How might the US election affect your family’s wealth?
Whilst it may be tempting to amuse ourselves in the UK by watching the heated TV-debates between Hillary Clinton and Donald Trump, should we really be so relaxed? Surely this US election fever over the pond won’t affect our savings and investments. We take a look.
In today’s hugely globalised economy, it’s inevitable that a major event somewhere in the world will impact the rest of the global economy. When that place is the worlds largest economy, the impact can be far more severe than usual. Any volatility in US markets could have both a direct and indirect impact on your investments. Many UK funds, whether equity ISAs, pensions or managed funds, will invest heavily in US stocks. Even more worryingly, the UK companies comprising the FTSE 100, derive almost 70% of their income from overseas. A large proportion of it from the US.
Its very common for US markets to suffer volatility in the weeks and months leading up to a US election. Markets hate uncertainty, so the closer the race, the less sure the market is of the outcome. The unpredictability of Trump, with no track record in politics and extreme views, means the markets are also unsure and scared of what a Trump victory would bring. It would be a journey into the unknown.
The fact that neither candidate is pulling ahead clearly, suggests that neither is unanimously popular. The outcome may be the best of a bad choice. Certainly, a Clinton win would likely impact markets less, as she would be more predictable. Meanwhile, a Trump victory could initially send markets south very quickly, but would then likely recover to a degree.
It’s also worth considering the individual sectors in which your money invested. For instance, Trump promises to relax legislation on fracking and emissions, likely leading to a boost for the gas and oil industries. In contrast, Clinton is focussed on supporting green energies. Both candidates are focussing on investing in infrastructure, so we may see a short to medium-term rise in building stocks.
Clearly, the key strategy with uncertainty is to spread risk. That way, a fall in one sector, asset or geographic region will be offset by a rise in another. Its also worth keeping a close eye on the election result and the months which follow, to determine if you need to adjust your asset split.
Gold investment plays a key role in providing portfolio balance. Firstly, it tends to perform inversely to the stock markets and the US Dollar. If you purchase physical gold versus electronic gold, you also benefit from owning a tangible asset instead of relying on supposed the value of paper assets.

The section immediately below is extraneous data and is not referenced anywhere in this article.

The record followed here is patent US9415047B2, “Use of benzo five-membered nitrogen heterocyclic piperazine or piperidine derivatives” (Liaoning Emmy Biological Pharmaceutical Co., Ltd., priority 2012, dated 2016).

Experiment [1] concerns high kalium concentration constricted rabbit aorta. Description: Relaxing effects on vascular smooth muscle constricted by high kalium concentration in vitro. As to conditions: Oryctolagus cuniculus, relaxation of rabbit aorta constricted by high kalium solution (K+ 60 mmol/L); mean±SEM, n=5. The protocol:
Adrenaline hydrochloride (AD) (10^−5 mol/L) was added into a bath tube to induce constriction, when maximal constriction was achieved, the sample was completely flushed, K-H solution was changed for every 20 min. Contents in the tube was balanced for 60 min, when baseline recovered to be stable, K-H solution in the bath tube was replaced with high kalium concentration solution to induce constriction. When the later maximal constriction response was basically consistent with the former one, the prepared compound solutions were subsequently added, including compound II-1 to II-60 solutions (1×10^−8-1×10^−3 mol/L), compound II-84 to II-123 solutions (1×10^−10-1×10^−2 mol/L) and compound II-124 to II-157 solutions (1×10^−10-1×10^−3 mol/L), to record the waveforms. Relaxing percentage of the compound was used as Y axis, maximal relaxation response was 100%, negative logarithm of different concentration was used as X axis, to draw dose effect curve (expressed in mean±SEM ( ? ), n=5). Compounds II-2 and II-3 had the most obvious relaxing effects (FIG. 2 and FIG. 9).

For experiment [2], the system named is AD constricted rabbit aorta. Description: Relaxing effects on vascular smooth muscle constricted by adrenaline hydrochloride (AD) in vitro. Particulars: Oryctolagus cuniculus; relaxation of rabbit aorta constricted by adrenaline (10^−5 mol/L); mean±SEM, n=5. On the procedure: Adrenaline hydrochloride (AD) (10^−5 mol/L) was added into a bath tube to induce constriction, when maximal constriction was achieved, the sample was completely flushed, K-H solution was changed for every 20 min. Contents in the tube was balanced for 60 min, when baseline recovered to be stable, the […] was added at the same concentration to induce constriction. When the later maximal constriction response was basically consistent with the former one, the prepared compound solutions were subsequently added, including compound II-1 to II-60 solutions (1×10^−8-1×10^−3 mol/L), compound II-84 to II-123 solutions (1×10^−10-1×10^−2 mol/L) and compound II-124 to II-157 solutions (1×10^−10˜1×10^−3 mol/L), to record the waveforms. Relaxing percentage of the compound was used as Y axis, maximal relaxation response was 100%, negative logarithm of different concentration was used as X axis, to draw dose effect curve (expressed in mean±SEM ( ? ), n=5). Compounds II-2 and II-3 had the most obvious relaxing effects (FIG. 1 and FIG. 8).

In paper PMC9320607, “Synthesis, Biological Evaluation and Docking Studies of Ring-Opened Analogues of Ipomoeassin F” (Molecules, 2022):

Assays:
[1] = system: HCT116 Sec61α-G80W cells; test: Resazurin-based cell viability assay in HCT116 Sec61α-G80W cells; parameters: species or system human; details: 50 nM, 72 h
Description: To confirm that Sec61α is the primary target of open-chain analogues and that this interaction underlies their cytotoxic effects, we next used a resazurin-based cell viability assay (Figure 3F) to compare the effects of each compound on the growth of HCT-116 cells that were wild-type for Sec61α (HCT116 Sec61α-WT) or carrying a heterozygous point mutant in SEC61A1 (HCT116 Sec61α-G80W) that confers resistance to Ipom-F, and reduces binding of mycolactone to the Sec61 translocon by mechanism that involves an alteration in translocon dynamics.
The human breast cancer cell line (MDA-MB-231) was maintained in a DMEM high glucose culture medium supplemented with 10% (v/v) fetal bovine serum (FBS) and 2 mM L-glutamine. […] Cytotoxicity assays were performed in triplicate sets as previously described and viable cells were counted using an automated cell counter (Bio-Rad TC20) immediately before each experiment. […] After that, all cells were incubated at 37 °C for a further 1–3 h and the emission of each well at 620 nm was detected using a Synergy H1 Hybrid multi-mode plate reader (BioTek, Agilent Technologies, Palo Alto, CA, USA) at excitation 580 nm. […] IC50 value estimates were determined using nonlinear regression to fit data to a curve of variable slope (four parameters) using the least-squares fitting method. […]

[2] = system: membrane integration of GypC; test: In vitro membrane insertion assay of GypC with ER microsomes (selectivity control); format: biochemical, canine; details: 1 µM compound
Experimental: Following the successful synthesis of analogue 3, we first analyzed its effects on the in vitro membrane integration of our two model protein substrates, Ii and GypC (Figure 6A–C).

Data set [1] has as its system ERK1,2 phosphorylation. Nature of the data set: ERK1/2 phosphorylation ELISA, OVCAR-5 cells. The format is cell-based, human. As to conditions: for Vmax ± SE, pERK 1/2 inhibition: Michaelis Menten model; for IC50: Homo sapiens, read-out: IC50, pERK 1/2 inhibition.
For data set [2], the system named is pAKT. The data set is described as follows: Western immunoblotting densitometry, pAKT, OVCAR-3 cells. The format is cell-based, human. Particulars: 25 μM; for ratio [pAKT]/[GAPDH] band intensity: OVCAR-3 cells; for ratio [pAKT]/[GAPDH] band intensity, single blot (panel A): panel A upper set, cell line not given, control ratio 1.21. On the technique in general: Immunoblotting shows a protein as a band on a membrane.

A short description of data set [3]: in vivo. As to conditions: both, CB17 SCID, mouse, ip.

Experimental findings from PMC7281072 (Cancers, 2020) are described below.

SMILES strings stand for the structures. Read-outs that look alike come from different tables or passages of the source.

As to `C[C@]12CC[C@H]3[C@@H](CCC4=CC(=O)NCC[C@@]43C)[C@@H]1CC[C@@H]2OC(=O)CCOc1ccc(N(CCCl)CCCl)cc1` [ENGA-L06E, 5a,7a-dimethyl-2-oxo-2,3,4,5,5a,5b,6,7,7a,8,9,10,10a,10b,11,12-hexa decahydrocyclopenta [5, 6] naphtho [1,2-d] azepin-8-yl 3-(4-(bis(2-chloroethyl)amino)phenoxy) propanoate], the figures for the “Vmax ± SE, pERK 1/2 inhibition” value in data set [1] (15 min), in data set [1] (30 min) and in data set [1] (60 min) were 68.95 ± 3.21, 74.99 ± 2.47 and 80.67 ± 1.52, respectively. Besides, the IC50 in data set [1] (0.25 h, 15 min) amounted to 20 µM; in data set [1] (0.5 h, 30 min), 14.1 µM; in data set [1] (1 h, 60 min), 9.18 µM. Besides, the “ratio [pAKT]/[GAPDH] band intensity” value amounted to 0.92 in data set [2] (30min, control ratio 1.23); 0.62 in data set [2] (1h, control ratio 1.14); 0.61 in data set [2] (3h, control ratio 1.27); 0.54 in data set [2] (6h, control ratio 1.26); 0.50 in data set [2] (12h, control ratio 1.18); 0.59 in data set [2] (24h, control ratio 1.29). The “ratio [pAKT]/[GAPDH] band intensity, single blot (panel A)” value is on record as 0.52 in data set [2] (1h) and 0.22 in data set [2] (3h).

After barely pausing for breath after the Brexit decision, the gold market has once again heated up over the past few weeks in preparation for the US election. As the natural safe haven asset, we’ve seen a 42% increase in enquiries in October from the previous month. Just as telling, we’ve observed a theme of investors moving large proportions of their wealth into gold. Their motivation is driven by the worry of a Trump victory and the lack of viable savings account alternatives to beat interest rates.
No doubt, the markets fear a Trump victory more than anything. HSBC said this week that a Trump win would add $200/oz to the gold price. Perhaps many of us have convinced ourselves of a Clinton victory. But we must learn lessons from history. The Brexit result earlier this year demonstrates how the unlikely can happen. Poor preparation for that can lead to big losses. Meanwhile, gold holders benefited to the tune of a 15% rise overnight.
The relationship between the US Dollar, the US election and the gold price is nicely illustrated with this chart by the World Gold Council. With investigations into Clinton’s past, Trump pulled ahead in some polls.
Who knows who will win on 8 November. All I know is that I’ve learnt from Brexit. After the credit crunch and global recession, voters are looking for scapegoats and change. I know that balance is the only preparation and gold is still worth investing in.